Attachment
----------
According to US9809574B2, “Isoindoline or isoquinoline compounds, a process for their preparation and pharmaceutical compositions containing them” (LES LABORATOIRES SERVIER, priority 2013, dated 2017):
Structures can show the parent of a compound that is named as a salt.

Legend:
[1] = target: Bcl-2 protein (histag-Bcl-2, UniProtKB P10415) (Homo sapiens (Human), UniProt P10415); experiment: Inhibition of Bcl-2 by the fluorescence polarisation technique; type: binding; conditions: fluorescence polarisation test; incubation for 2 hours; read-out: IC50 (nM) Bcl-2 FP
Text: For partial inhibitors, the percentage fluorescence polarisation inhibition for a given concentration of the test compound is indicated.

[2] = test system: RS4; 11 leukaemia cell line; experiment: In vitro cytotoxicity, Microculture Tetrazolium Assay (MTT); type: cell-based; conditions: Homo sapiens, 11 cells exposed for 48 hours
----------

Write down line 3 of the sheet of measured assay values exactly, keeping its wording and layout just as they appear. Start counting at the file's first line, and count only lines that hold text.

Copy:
Legend: